If your child needs any special accommodations for travel, make sure to set this up with the school before the school year starts. 


If your child will be walking to school, make sure that it is a safe and well-lit route. 

Make sure that you or another trusted adult has practiced the route with them before the first day of school. 

If possible, find out if other neighborhood children will be going to the same school so that the children can walk together. 

Remind your children not to talk to strangers. 

Make sure that your child is always wearing a helmet when they are riding their bike.


Make sure your child knows to look both ways before crossing the street. 

Make sure your child does not try to board the bus until the bus has come to a complete stop. 

Make sure your child wears the lap strap or seatbelt (if the bus has these devices). 


Make sure that everyone in the car is wearing a seatbelt. 

If your teenager will be driving themselves to school, remind them not to use their cellphones while driving and to always be fully focused on the road. 

Back pain due to a heavy backpack is a common complaint. 

In order to avoid this complaint:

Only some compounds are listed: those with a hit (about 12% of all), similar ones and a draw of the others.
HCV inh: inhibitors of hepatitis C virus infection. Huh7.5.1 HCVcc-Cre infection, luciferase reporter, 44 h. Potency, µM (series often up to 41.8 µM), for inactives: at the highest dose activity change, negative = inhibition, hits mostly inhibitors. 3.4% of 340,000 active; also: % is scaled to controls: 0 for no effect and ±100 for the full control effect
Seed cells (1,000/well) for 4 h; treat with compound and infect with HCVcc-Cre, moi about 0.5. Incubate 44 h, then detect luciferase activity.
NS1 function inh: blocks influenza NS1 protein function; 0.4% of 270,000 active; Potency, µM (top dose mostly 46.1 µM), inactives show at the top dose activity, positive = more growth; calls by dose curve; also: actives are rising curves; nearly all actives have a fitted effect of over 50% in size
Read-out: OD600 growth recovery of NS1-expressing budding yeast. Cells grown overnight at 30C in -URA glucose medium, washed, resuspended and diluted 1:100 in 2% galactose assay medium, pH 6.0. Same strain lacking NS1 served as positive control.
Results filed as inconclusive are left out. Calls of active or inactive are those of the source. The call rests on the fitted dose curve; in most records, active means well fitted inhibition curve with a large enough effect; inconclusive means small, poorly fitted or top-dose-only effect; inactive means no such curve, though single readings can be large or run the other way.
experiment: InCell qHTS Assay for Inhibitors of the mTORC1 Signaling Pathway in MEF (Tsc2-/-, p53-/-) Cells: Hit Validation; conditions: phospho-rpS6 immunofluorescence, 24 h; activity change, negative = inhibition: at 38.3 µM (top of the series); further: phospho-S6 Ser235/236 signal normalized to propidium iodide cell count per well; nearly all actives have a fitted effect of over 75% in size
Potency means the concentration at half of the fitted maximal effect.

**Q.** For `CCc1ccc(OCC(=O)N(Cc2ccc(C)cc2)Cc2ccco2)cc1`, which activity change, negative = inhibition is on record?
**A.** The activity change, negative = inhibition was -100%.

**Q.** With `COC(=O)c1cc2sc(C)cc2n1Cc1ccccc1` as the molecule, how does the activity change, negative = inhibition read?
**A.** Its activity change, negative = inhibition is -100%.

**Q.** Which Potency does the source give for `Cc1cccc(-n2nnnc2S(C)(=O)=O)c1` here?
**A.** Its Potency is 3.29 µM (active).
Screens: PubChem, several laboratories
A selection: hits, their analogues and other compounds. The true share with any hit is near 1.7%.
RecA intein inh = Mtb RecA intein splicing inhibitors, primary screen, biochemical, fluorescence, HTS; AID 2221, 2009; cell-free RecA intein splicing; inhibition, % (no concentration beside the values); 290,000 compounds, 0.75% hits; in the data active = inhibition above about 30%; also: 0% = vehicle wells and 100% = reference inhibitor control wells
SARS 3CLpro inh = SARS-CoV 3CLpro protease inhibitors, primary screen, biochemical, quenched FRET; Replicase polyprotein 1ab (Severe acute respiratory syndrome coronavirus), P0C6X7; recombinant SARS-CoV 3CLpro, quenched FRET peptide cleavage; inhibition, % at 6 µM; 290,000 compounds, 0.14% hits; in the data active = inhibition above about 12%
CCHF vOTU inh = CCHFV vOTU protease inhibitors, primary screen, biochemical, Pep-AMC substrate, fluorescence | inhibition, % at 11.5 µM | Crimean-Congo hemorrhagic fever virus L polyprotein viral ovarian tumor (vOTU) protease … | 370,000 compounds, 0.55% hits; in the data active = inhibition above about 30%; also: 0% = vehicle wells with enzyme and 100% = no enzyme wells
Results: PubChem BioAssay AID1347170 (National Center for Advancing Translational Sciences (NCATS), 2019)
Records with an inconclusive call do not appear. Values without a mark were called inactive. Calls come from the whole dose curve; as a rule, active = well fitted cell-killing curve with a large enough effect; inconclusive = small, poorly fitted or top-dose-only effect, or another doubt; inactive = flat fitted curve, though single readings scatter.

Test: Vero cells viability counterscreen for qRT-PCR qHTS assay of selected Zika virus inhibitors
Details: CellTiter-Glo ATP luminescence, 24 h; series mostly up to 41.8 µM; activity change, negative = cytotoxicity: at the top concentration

Make sure that your child uses both straps when wearing their backpack.

Choose the right sized backpack. You should be able to adjust the straps so that the bottom of the backpack is near the level of your child’s waist. 


If your child is entering middle school or high school, you should have a frank conversation with them about smoking, drugs, alcohol, sex (including contraception and sexually transmitted infections), and romantic relationships. 


Find out if your child’s school provides breakfast. If the school does not provide breakfast, make sure that your child has breakfast before school each day. 

Children who eat breakfast have more energy, focus better, and have improved school performance.

If you want more information on preparing for the new school year, you can check out the American Academy of Pediatrics (AAP) website for parents:

Bronx hospital Named ‘High Performing’ by US News & World Report

Lincoln Hospital honored for its heart help

NEW YORK-U.S. News & World Report has named NYC Health + Hospitals/Lincoln a “High Performing” hospital for both heart failure and chronic obstructive pulmonary disease (COPD). The recognition was published as part of the national magazine’s “Best Hospital” issue for 2018-19.

“We are delighted that once again U.S. News & World Report has recognized the world-class care provided to the South Bronx community,” said Milton Nuñez, chief executive officer of NYC Health + Hospitals/Lincoln. “This care is among the best found anywhere and is evidence of the compassion, focus, and hard work of staff and leadership.”  For the second consecutive year, NYC Health + Hospitals/Lincoln received the “High Performing” designation for both heart failure and COPD.